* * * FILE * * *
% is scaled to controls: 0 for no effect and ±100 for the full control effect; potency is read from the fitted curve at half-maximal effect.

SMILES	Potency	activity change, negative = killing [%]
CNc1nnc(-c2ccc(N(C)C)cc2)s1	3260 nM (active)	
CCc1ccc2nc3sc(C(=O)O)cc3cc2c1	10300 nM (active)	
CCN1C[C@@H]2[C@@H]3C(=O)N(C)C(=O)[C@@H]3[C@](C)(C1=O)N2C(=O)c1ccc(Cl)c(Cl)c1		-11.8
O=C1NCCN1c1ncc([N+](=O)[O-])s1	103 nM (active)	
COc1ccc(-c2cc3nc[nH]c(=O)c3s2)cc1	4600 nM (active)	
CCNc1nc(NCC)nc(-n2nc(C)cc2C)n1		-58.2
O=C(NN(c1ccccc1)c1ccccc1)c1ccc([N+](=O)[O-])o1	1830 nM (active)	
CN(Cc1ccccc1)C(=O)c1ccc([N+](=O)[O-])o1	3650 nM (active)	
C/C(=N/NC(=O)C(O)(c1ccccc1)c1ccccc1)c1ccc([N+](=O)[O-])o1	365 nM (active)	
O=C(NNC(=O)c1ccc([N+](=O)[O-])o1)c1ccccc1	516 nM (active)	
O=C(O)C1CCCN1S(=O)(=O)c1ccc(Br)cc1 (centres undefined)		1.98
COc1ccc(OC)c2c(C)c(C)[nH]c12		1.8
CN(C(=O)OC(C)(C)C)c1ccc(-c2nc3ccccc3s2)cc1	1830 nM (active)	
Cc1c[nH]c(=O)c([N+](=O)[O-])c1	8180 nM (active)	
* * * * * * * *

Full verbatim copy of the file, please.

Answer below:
% is scaled to controls: 0 for no effect and ±100 for the full control effect; potency is read from the fitted curve at half-maximal effect.

SMILES	Potency	activity change, negative = killing [%]
CNc1nnc(-c2ccc(N(C)C)cc2)s1	3260 nM (active)	
CCc1ccc2nc3sc(C(=O)O)cc3cc2c1	10300 nM (active)	
CCN1C[C@@H]2[C@@H]3C(=O)N(C)C(=O)[C@@H]3[C@](C)(C1=O)N2C(=O)c1ccc(Cl)c(Cl)c1		-11.8
O=C1NCCN1c1ncc([N+](=O)[O-])s1	103 nM (active)	
COc1ccc(-c2cc3nc[nH]c(=O)c3s2)cc1	4600 nM (active)	
CCNc1nc(NCC)nc(-n2nc(C)cc2C)n1		-58.2
O=C(NN(c1ccccc1)c1ccccc1)c1ccc([N+](=O)[O-])o1	1830 nM (active)	
CN(Cc1ccccc1)C(=O)c1ccc([N+](=O)[O-])o1	3650 nM (active)	
C/C(=N/NC(=O)C(O)(c1ccccc1)c1ccccc1)c1ccc([N+](=O)[O-])o1	365 nM (active)	
O=C(NNC(=O)c1ccc([N+](=O)[O-])o1)c1ccccc1	516 nM (active)	
O=C(O)C1CCCN1S(=O)(=O)c1ccc(Br)cc1 (centres undefined)		1.98
COc1ccc(OC)c2c(C)c(C)[nH]c12		1.8
CN(C(=O)OC(C)(C)C)c1ccc(-c2nc3ccccc3s2)cc1	1830 nM (active)	
Cc1c[nH]c(=O)c([N+](=O)[O-])c1	8180 nM (active)	